I pointed to the building across the street and said my home was there. He in turn pointed to the sky above where we were standing and said,
"I live up here, just across from you. But my room faces the other side, so I probably can't see your house. My place is right across from the Police Tactical Unit base, and I always see them practicing shooting down below. It's so distracting, I can't concentrate on my studies. I usually go to the study room in the public library."
I recalled hearing the constant bangs from that direction at home, which made me anxious. For some reason, my heart suddenly started pounding, and I broke out in a sweat. I vaguely remembered that this place, the open space in front of the housing estate shopping centre, was once filled with candles, fresh flowers, paper flowers, offerings, and slogans. Why was that? I realized that it had been a long time since I had passed this spot.
"What's wrong? Are you okay?"
My head was spinning a bit, but I managed to steady myself and said,
"Did something happen here, in this spot?"
From the look in his eyes, it was clear Ah Loi understood immediately, but he pretended to think for a moment before saying,
"This is where that girl jumped last June."
We both looked up instinctively. A wire netting had been installed on the railing of the stairwell that stretched up for over thirty floors.
"Do you live in the same building?"
"Do you know her?"
"I don't know her, but I recognize her."
"I'm sorry, Ah Loi, can you take me home? My legs are a bit weak."
Ah Loi didn't ask any more questions and helped me cross the street. He was thin, but steady like a cane. He saw me into the elevator lobby and waved goodbye from outside. I promised to keep in touch with him.
When I got home, I left the sandwich and drink on the dining table. I didn't eat anything, but went into my room and lay down on my bed. My chest kept pounding. Fox seemed to sense that something was wrong and curled up next to me.
It turned out that my dad's illness was just a common cold. It was a false alarm, and after a couple of days, he regained his spirits and started going out to buy newspapers on his own. I told him about Teacher Bei recommending me to help collect materials for the exhibition, and he agreed, thinking that my personality and physical condition made me suitable for this kind of work. Indeed, for a girl like me with no social skills, dealing with dead data was more comfortable than dealing with people.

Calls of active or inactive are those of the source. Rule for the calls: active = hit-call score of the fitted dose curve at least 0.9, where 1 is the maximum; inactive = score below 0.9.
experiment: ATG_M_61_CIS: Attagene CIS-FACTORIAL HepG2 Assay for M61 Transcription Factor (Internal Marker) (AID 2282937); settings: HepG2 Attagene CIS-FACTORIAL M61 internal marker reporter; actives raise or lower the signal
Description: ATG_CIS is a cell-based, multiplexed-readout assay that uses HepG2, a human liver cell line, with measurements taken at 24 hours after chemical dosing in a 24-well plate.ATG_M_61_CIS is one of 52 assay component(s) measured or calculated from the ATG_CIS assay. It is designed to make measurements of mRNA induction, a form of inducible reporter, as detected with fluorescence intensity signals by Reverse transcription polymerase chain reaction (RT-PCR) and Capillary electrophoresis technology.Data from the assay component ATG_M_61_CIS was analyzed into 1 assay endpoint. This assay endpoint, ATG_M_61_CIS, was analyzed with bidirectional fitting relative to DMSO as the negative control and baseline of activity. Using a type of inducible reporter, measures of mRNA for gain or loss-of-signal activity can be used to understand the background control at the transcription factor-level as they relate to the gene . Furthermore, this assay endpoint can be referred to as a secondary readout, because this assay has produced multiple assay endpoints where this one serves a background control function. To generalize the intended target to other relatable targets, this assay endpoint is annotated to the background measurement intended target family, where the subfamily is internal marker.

The exhibition was curated by an organization called Hong Kong Print Art Workshop, and the person in charge was a lady surnamed Yung. I arrived at the appointed time at an art complex in Shek Kip Mei, a refurbished old public housing block. The workshop was on the eighth floor, and the space was quite open. There were three young female staff in the office. I peeked in through the glass door and nervously said that I had an appointment with Miss Yung.
Someone passed the message, and a middle-aged woman with a serious look and a black mask walked out from inside. She waved me in and led me to a meeting room at the back, chatting as we walked,
"You're a student of Ah Bei, right? He said you have excellent calligraphy skills."
Having heard from Teacher Bei that this Ms. Yung was an artist in lithography, I dared not be presumptuous and quickly said,
"Teacher Bei exaggerated! It's not that good, just neat handwriting."
"Ha! You call him Teacher Bei?"*
"Yes, everyone calls him that, or Bei Sir."
She seemed to find this very amusing and couldn't help but laugh again.
Once we sat down in the meeting room, Miss Yung poured me a cup of tea, treating me as if I were a guest of honor, which didn't feel like an interview at all. She asked me a few simple questions, but seemed to already know quite a bit from Teacher Bei. When I called her Teacher Yung, she seriously stopped me, saying, "Don't call me teacher, call me Ah Yung, or Miss Yung." The "Yung" she said was in a changed tone, pronounced in the second tone in Cantonese, homophonic with the word "embrace". Then she gave me a briefing on the arrangement of the exhibition.**